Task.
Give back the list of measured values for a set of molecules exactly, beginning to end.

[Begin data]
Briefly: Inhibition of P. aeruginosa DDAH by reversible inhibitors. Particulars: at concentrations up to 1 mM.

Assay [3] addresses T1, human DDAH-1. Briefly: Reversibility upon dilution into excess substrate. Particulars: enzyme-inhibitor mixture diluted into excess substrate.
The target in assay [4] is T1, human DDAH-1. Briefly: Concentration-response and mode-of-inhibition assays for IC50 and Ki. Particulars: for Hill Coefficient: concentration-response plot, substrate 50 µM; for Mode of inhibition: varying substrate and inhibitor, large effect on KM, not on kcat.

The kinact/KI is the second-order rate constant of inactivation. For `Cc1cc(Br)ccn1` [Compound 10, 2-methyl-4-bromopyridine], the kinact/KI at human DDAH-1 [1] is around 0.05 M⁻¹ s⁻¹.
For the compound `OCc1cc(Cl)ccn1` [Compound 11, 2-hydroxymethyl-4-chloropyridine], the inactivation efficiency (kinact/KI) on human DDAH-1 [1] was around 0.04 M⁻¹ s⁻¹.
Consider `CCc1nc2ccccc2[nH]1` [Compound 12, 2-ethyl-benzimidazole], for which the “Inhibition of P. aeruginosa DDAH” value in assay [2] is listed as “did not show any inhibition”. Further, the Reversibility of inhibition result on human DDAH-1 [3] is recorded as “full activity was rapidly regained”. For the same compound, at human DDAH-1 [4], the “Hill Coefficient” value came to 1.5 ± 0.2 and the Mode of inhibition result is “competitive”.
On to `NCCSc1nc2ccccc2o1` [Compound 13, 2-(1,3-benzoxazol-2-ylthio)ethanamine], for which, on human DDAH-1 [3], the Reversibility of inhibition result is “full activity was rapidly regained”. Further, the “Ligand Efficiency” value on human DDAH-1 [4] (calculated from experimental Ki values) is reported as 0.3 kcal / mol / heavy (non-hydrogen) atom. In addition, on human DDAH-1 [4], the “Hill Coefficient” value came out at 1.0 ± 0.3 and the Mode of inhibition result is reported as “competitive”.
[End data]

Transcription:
Briefly: Inhibition of P. aeruginosa DDAH by reversible inhibitors. Particulars: at concentrations up to 1 mM.

Assay [3] addresses T1, human DDAH-1. Briefly: Reversibility upon dilution into excess substrate. Particulars: enzyme-inhibitor mixture diluted into excess substrate.
The target in assay [4] is T1, human DDAH-1. Briefly: Concentration-response and mode-of-inhibition assays for IC50 and Ki. Particulars: for Hill Coefficient: concentration-response plot, substrate 50 µM; for Mode of inhibition: varying substrate and inhibitor, large effect on KM, not on kcat.

The kinact/KI is the second-order rate constant of inactivation. For `Cc1cc(Br)ccn1` [Compound 10, 2-methyl-4-bromopyridine], the kinact/KI at human DDAH-1 [1] is around 0.05 M⁻¹ s⁻¹.
For the compound `OCc1cc(Cl)ccn1` [Compound 11, 2-hydroxymethyl-4-chloropyridine], the inactivation efficiency (kinact/KI) on human DDAH-1 [1] was around 0.04 M⁻¹ s⁻¹.
Consider `CCc1nc2ccccc2[nH]1` [Compound 12, 2-ethyl-benzimidazole], for which the “Inhibition of P. aeruginosa DDAH” value in assay [2] is listed as “did not show any inhibition”. Further, the Reversibility of inhibition result on human DDAH-1 [3] is recorded as “full activity was rapidly regained”. For the same compound, at human DDAH-1 [4], the “Hill Coefficient” value came to 1.5 ± 0.2 and the Mode of inhibition result is “competitive”.
On to `NCCSc1nc2ccccc2o1` [Compound 13, 2-(1,3-benzoxazol-2-ylthio)ethanamine], for which, on human DDAH-1 [3], the Reversibility of inhibition result is “full activity was rapidly regained”. Further, the “Ligand Efficiency” value on human DDAH-1 [4] (calculated from experimental Ki values) is reported as 0.3 kcal / mol / heavy (non-hydrogen) atom. In addition, on human DDAH-1 [4], the “Hill Coefficient” value came out at 1.0 ± 0.3 and the Mode of inhibition result is reported as “competitive”.